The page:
I asked this question yesterday, but didn't get an answer except the link that I had already referred to: Show if the series $f(x)=\sum\limits_{k=1}^\infty \frac{1}{k} \sin(\frac{x}{k})$ converges uniformly or not.

Above might be related, but is NOT what I really asked, and I don't understand how the answer in the question above can define x∈[0,1]

My question is: $$f(x)=\sum\limits_{n=1}^\infty \frac{1}{n} \sin\left(\frac{x}{n}\right)$$

Where is $f$ defined? Is it continuous? Differentiable? Twice-differentiable?

I'm basically self-teaching the math, so please don't give a one-sentence *hint... Please correct me with the full right answer so that I can study the solution :(

What I think is:

  1. Since $\sin(x/n) \in [-1,1]$ for any $n \geq 1 $, $f$ is defined for all $x \in \mathbb{R}$

  2. Since $\lim_{n \to \infty} \frac{1}{n} \sin(\frac{x}{n}) = 0$ for any $x \in \mathbb{R}$, it's continuous

  3. Since $|f_n(x)|≤ 1$ for all $n\geq1$,we can use the Weirstrass M-Test to conclude that $f(x)=\sum\limits_{n=1}^\infty \frac{1}{n} \sin(\frac{x}{n})$ converges uniformly for any $x\in \mathbb{R}$

    3-1. Hence, it's differentiable by Term-by-Term Differentiability Theorem

  4. $f''(x)=\sum\limits_{n=1}^\infty -\frac{1}{n^3} \sin(\frac{x}{n}) \\ \to |-\frac{1}{n^3} \sin(\frac{x}{n})| \leq \frac{1}{n^3} $

    4-1. Then again by Weirstrass-M Test and Term-by-Term Differentiability Theorem, it's twice-differentiable.

* Weierstrass M-Test: For each $n\in \mathbb{N}$, let $f_n$ be a function defined on a set $A\subset \mathbb{R}$, and let $M_n>0$ be a real number satisfying $|f_n(x)|\leq M_n $ for all $x\in A$. If $\sum\limits_{n=1}^\infty M_n$ converges, then $\sum\limits_{n=1}^\infty f_n$ converges uniformly on A.

* Term-by-Term Differentiability Theorem: Let $f_n$ be differentiable funcitons defined on an interval A, and assume $\sum\limits_{n=1}^\infty f'_n(x)$ converges unifomly to a limit $g(x)$ on A. If there exists a point $x_0 \in [a,b]$ where $\sum\limits_{n=1}^\infty f_n(x_0)$ converges, then the series $\sum\limits_{n=1}^\infty f_n(x)$ converges uniformly to a differentiable function $f(x)$ satisfying $f'(x)=g(x)$ on A. In other words, $f(x) = \sum\limits_{n=1}^\infty f_n(x)$ and $f'(x)=\sum\limits_{n=1}^\infty f'_n(x)$

Please correct me if I'm wrong.


$1$ is not enough to prove $f(x)$ is defined, i.e. the series converges, because you then only have $\Bigl|\dfrac 1n\sin \dfrac x n\Bigr|\le \dfrac1n$, and the latter is divergent.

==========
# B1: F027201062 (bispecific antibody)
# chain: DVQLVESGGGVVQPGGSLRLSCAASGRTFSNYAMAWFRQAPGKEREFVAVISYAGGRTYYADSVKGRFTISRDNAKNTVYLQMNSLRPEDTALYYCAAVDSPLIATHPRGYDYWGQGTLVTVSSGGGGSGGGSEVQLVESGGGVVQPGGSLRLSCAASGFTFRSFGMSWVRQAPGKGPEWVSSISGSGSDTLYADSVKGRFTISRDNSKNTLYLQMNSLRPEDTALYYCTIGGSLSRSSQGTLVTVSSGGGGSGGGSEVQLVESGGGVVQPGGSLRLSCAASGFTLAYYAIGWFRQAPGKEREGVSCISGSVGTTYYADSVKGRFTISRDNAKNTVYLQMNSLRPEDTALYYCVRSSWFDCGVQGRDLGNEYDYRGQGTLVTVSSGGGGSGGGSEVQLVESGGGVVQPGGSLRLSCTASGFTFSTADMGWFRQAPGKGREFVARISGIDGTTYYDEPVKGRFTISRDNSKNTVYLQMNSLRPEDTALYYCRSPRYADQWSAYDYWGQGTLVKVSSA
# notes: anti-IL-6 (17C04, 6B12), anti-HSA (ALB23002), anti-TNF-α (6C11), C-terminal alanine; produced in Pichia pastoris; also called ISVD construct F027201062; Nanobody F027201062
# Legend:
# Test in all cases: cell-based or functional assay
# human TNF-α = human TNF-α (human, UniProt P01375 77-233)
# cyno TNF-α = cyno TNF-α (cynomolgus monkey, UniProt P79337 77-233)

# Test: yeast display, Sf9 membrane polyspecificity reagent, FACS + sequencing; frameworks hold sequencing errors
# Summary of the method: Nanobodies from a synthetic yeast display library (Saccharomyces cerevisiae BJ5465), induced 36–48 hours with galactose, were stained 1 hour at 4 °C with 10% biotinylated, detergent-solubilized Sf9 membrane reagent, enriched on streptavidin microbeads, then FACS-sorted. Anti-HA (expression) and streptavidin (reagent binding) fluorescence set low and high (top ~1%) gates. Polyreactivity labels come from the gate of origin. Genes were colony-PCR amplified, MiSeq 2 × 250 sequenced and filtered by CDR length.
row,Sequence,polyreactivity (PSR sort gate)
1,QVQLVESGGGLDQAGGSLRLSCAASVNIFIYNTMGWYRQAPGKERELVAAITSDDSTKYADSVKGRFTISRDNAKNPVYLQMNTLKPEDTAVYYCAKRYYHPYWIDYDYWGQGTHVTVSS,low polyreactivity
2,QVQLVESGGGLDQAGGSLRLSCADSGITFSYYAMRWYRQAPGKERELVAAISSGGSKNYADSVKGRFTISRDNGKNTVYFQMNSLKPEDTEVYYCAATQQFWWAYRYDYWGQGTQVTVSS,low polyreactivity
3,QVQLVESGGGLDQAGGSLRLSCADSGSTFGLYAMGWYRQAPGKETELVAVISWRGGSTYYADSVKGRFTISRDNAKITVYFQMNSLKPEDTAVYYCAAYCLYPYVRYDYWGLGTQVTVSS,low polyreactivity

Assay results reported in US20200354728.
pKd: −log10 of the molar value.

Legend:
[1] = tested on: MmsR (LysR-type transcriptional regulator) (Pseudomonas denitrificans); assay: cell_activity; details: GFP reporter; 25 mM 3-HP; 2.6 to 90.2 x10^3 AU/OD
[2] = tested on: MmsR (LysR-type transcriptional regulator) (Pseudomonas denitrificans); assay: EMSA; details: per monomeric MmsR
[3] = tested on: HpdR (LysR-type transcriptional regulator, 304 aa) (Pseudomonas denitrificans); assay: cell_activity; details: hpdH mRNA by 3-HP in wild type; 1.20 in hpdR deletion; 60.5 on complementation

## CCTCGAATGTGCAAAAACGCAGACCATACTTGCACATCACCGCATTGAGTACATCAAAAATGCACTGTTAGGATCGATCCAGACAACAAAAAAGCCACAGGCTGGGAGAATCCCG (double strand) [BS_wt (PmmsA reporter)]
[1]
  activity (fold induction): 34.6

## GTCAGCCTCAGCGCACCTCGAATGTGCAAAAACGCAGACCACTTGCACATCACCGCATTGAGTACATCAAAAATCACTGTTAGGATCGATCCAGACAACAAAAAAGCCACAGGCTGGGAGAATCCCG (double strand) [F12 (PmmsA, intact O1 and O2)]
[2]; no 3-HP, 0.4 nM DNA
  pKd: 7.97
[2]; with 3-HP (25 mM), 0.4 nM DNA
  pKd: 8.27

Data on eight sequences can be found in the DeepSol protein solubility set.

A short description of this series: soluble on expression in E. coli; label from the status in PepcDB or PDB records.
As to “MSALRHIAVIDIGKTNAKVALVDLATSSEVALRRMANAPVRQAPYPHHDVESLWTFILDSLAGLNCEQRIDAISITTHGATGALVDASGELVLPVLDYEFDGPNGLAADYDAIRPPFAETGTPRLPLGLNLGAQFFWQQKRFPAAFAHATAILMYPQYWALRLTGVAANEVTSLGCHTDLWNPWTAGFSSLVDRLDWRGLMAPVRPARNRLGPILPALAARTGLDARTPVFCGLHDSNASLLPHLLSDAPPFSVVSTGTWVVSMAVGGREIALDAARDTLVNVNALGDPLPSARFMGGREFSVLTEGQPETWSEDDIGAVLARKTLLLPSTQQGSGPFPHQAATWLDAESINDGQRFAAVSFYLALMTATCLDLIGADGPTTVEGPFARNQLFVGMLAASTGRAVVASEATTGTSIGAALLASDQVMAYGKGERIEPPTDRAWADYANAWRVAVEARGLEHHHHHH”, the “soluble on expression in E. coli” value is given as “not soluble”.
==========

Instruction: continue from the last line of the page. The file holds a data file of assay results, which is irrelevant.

But you can argue this way, using equivalence: $$\Bigl|\frac 1n\sin\frac x n\Bigr|\sim_\infty \frac1n\Bigl|\frac xn\Bigr|=\frac{|x|}{n^2}$$ which is a convergent Riemann series

$2$. To prove the sum of the series is continuous, you can prove it converges uniformly on every compact interval. Indeed , if $|x|\le M$ for some $M>0$, we have $$\Biggl|\,\sum_{k=1}^n \frac{1}{k} \sin\Bigl(\frac{x}{k}\Bigr)\Biggr|\le\sum_{k=1}^n \frac{1}{k}\biggl|\, \sin\Bigl(\frac{x}{k}\Bigr) \biggr|\le\sum_{k=1}^n \frac{1}{k}\frac{|x|}{k}\le \sum_{k=1}^n\frac{M}{k^2},$$ so it is normally convergent on the disk centred at origin, with radius $M$.

Proceed similarly for $3$ and $4$.

  • $\begingroup$ 1. Riemann hasn't been introduced yet. Is there any other (rather basic) argument? 2. There is no domain given for x. Can I just suppose x is in $[-M,M] \subset \mathbb{R}$? Can you write more details for 3 and 4? (As I said, I can't proceed further by myself......) $\endgroup$ – mathnub Jun 5 '18 at 12:12
  • $\begingroup$ @Winther Can you provide more explanation extending from Bernard's answer for Q1? I'd appreciate much if you could provide answers for Q3 and Q4 $\endgroup$ – mathnub Jun 5 '18 at 12:41
  • $\begingroup$ @mathnub He is using the limit comparison test here. We have that $\sum \frac{|x|}{n^2}$ is a convergent series and since $\lim_{n\to \infty} \frac{|\sin(x/n)|}{1/n} / (|x|/n^2) = 1$ (this is what is implies by the $\sim$ symbol) so $\sum \frac{|\sin(x/n)|}{n}$ converges by this test. If a series converges absolutely (with the absolute values) then it also converges without the absolute values. $\endgroup$ – Winther Jun 5 '18 at 12:55
  • $\begingroup$ @mathnub: What I call a Riemann series is also called a $p$-series. These come with the very basics of series with positive terms. $\endgroup$ – Bernard Jun 5 '18 at 13:20
  • $\begingroup$ @Winther So can I suppose $x \in [-M, M] \subseteq \mathbb{R}$ ? $\endgroup$ – mathnub Jun 5 '18 at 14:59

Your Answer

By clicking “Post Your Answer”, you agree to our terms of service, privacy policy and cookie policy

Not the answer you're looking for? Browse other questions tagged or ask your own question.